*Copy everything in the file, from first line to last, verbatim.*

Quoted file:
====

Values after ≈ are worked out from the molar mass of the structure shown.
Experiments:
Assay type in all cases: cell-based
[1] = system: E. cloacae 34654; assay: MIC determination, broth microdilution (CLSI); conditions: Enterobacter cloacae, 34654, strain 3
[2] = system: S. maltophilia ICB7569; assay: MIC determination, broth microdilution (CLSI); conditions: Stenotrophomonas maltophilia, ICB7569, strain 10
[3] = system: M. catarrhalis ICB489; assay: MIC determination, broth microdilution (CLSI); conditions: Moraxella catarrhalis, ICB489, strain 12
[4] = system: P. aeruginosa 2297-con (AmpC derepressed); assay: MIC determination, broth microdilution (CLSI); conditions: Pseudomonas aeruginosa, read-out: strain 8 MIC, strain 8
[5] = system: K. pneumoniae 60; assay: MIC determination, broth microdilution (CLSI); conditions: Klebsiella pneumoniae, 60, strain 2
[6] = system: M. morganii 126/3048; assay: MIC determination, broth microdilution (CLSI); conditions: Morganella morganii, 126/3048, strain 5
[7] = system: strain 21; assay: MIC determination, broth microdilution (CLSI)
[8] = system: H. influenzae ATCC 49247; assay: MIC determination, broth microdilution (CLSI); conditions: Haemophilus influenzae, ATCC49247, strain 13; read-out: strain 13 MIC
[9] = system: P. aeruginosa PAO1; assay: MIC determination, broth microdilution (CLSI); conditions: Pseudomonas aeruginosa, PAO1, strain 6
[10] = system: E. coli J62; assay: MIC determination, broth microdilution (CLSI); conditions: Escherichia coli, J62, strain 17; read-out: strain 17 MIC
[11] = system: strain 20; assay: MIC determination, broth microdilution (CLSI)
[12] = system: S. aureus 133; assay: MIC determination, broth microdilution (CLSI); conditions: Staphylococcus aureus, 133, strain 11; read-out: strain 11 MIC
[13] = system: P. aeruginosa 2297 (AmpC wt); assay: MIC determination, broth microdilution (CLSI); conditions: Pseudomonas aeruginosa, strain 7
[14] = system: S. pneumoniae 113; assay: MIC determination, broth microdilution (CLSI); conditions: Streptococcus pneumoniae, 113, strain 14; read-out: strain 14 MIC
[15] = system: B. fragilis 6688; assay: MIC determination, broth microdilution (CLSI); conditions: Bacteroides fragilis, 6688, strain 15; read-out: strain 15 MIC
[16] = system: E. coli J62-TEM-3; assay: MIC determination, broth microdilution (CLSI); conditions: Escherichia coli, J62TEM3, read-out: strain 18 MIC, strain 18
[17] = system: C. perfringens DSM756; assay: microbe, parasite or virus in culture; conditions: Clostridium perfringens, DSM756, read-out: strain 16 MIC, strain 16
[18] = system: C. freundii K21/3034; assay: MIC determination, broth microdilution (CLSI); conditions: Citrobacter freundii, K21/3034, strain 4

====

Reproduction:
Values after ≈ are worked out from the molar mass of the structure shown.
Experiments:
Assay type in all cases: cell-based
[1] = system: E. cloacae 34654; assay: MIC determination, broth microdilution (CLSI); conditions: Enterobacter cloacae, 34654, strain 3
[2] = system: S. maltophilia ICB7569; assay: MIC determination, broth microdilution (CLSI); conditions: Stenotrophomonas maltophilia, ICB7569, strain 10
[3] = system: M. catarrhalis ICB489; assay: MIC determination, broth microdilution (CLSI); conditions: Moraxella catarrhalis, ICB489, strain 12
[4] = system: P. aeruginosa 2297-con (AmpC derepressed); assay: MIC determination, broth microdilution (CLSI); conditions: Pseudomonas aeruginosa, read-out: strain 8 MIC, strain 8
[5] = system: K. pneumoniae 60; assay: MIC determination, broth microdilution (CLSI); conditions: Klebsiella pneumoniae, 60, strain 2
[6] = system: M. morganii 126/3048; assay: MIC determination, broth microdilution (CLSI); conditions: Morganella morganii, 126/3048, strain 5
[7] = system: strain 21; assay: MIC determination, broth microdilution (CLSI)
[8] = system: H. influenzae ATCC 49247; assay: MIC determination, broth microdilution (CLSI); conditions: Haemophilus influenzae, ATCC49247, strain 13; read-out: strain 13 MIC
[9] = system: P. aeruginosa PAO1; assay: MIC determination, broth microdilution (CLSI); conditions: Pseudomonas aeruginosa, PAO1, strain 6
[10] = system: E. coli J62; assay: MIC determination, broth microdilution (CLSI); conditions: Escherichia coli, J62, strain 17; read-out: strain 17 MIC
[11] = system: strain 20; assay: MIC determination, broth microdilution (CLSI)
[12] = system: S. aureus 133; assay: MIC determination, broth microdilution (CLSI); conditions: Staphylococcus aureus, 133, strain 11; read-out: strain 11 MIC
[13] = system: P. aeruginosa 2297 (AmpC wt); assay: MIC determination, broth microdilution (CLSI); conditions: Pseudomonas aeruginosa, strain 7
[14] = system: S. pneumoniae 113; assay: MIC determination, broth microdilution (CLSI); conditions: Streptococcus pneumoniae, 113, strain 14; read-out: strain 14 MIC
[15] = system: B. fragilis 6688; assay: MIC determination, broth microdilution (CLSI); conditions: Bacteroides fragilis, 6688, strain 15; read-out: strain 15 MIC
[16] = system: E. coli J62-TEM-3; assay: MIC determination, broth microdilution (CLSI); conditions: Escherichia coli, J62TEM3, read-out: strain 18 MIC, strain 18
[17] = system: C. perfringens DSM756; assay: microbe, parasite or virus in culture; conditions: Clostridium perfringens, DSM756, read-out: strain 16 MIC, strain 16
[18] = system: C. freundii K21/3034; assay: MIC determination, broth microdilution (CLSI); conditions: Citrobacter freundii, K21/3034, strain 4